- to shoot, as with a rifle, at targets selected at whim: to plink at coins tossed in the air.
- to make a series of short, light, ringing sounds.
- to shoot at for practice or amusement, as with a rifle: to plink bottles set along a fence railing.
- to cause to make a series of short, light, ringing sounds.
- a plinking sound.
Origin of plink
First recorded in 1965–70; imitative
Dictionary.com Unabridged Based on the Random House Unabridged Dictionary, © Random House, Inc. 2018
Examples from the Web for plink
Hardly had the word "brigands" crept into my mind with an accompaniment of heart-beats something like the plink!The Lightning Conductor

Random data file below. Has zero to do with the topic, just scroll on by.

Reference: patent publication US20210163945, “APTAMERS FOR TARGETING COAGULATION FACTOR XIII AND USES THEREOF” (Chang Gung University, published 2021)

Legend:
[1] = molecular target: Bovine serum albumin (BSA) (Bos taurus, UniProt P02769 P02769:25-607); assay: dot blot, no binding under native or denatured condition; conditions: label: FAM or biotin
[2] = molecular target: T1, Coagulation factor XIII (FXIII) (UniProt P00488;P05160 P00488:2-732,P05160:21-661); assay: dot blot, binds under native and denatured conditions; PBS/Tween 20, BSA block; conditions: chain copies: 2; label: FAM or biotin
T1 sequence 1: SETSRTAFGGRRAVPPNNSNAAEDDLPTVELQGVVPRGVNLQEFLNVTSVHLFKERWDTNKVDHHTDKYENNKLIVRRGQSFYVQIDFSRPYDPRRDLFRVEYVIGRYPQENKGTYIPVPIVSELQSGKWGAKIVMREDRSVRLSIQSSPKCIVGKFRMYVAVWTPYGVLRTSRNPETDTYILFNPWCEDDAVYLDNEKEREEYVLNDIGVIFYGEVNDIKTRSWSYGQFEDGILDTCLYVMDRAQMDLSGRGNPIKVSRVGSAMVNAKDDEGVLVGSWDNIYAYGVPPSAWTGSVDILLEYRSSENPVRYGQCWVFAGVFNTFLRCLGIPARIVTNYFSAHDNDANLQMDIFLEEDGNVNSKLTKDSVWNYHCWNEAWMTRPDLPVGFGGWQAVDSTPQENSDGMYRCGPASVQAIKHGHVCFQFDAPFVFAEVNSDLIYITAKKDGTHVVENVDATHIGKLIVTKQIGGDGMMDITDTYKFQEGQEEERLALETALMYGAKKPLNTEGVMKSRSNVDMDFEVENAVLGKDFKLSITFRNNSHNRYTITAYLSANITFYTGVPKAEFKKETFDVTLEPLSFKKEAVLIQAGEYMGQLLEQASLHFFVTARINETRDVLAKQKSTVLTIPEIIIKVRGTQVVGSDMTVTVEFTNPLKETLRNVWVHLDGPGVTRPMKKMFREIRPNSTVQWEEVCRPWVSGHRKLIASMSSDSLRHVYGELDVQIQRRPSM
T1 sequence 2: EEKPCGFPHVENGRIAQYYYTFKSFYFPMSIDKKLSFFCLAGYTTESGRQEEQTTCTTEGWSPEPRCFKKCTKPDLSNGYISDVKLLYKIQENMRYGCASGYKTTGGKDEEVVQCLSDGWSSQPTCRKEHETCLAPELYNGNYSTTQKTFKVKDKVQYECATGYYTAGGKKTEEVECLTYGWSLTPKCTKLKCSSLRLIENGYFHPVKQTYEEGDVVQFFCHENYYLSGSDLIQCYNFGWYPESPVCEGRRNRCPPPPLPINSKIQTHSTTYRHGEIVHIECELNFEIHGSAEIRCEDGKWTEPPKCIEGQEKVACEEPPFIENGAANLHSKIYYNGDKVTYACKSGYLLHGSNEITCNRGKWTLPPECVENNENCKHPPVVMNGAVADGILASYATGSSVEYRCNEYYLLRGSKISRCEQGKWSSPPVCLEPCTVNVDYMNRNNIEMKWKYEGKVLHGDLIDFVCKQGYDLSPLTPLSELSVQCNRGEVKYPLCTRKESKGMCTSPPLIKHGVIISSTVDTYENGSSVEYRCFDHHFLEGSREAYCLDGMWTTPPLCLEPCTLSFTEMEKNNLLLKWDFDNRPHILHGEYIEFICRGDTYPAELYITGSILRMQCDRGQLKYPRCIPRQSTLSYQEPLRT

C. N. Williamson
So the gnarble swam around inside, trying very hard to think, And while he did, his floppy tail was tickling the plink.
The gnarble almost made it to the surface of the sea, But the plink chomped down and swallowed him as if he were a pea.
- a short sharp often metallic sound as of a string on a musical instrument being plucked or a bullet striking metal
- (intr) to make such a noise
- to hit (a target, such as a tin can) by shooting or to shoot at such a target
C20: of imitative origin
Collins English Dictionary - Complete & Unabridged 2012 Digital Edition © William Collins Sons & Co. Ltd. 1979, 1986 © HarperCollins Publishers 1998, 2000, 2003, 2005, 2006, 2007, 2009, 2012
Word Origin and History for plink
1941, imitative. As a noun from 1954. Related: Plinked; plinking.
Online Etymology Dictionary, © 2010 Douglas Harper